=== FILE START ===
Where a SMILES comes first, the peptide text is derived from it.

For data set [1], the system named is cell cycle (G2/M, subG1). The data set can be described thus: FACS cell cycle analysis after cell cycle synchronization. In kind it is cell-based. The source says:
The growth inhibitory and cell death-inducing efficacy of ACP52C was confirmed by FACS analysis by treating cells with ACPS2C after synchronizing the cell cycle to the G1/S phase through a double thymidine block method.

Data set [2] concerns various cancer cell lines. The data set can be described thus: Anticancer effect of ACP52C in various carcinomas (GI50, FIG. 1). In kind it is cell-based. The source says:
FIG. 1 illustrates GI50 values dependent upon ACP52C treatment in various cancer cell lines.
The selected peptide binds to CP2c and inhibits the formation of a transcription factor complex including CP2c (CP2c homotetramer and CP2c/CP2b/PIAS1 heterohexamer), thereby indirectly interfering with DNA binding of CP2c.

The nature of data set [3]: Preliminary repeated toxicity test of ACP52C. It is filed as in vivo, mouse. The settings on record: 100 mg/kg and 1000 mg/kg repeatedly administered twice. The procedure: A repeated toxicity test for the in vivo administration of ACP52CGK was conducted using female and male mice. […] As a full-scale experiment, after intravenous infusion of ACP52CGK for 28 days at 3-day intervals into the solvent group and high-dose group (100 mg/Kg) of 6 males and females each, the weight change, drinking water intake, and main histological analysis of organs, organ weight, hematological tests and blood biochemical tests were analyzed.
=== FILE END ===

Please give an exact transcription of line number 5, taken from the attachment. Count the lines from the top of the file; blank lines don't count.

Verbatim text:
FIG. 1 illustrates GI50 values dependent upon ACP52C treatment in various cancer cell lines.